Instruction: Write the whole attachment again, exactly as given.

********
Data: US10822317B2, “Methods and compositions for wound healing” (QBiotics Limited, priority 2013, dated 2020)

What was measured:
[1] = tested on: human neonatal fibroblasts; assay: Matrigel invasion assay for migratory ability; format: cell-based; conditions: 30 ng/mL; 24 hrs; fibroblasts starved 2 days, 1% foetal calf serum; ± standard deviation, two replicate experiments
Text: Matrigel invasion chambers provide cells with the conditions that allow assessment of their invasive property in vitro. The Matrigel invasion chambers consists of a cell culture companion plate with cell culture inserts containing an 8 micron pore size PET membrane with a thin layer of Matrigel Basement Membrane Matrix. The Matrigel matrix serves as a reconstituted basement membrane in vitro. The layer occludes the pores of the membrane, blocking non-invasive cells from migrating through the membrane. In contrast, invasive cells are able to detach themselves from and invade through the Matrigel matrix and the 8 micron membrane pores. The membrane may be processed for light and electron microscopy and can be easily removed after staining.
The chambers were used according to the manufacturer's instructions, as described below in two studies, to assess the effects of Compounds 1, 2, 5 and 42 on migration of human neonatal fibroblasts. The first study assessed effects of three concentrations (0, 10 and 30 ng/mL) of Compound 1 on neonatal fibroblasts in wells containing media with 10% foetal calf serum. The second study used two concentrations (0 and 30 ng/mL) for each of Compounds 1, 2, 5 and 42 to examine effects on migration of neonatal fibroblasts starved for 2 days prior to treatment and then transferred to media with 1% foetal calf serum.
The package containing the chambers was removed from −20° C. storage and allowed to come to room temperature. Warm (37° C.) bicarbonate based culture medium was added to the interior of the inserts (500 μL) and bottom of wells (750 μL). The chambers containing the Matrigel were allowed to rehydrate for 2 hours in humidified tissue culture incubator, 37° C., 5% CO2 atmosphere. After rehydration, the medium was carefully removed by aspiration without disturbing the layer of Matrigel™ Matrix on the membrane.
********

Data: US10822317B2, “Methods and compositions for wound healing” (QBiotics Limited, priority 2013, dated 2020)

What was measured:
[1] = tested on: human neonatal fibroblasts; assay: Matrigel invasion assay for migratory ability; format: cell-based; conditions: 30 ng/mL; 24 hrs; fibroblasts starved 2 days, 1% foetal calf serum; ± standard deviation, two replicate experiments
Text: Matrigel invasion chambers provide cells with the conditions that allow assessment of their invasive property in vitro. The Matrigel invasion chambers consists of a cell culture companion plate with cell culture inserts containing an 8 micron pore size PET membrane with a thin layer of Matrigel Basement Membrane Matrix. The Matrigel matrix serves as a reconstituted basement membrane in vitro. The layer occludes the pores of the membrane, blocking non-invasive cells from migrating through the membrane. In contrast, invasive cells are able to detach themselves from and invade through the Matrigel matrix and the 8 micron membrane pores. The membrane may be processed for light and electron microscopy and can be easily removed after staining.
The chambers were used according to the manufacturer's instructions, as described below in two studies, to assess the effects of Compounds 1, 2, 5 and 42 on migration of human neonatal fibroblasts. The first study assessed effects of three concentrations (0, 10 and 30 ng/mL) of Compound 1 on neonatal fibroblasts in wells containing media with 10% foetal calf serum. The second study used two concentrations (0 and 30 ng/mL) for each of Compounds 1, 2, 5 and 42 to examine effects on migration of neonatal fibroblasts starved for 2 days prior to treatment and then transferred to media with 1% foetal calf serum.
The package containing the chambers was removed from −20° C. storage and allowed to come to room temperature. Warm (37° C.) bicarbonate based culture medium was added to the interior of the inserts (500 μL) and bottom of wells (750 μL). The chambers containing the Matrigel were allowed to rehydrate for 2 hours in humidified tissue culture incubator, 37° C., 5% CO2 atmosphere. After rehydration, the medium was carefully removed by aspiration without disturbing the layer of Matrigel™ Matrix on the membrane.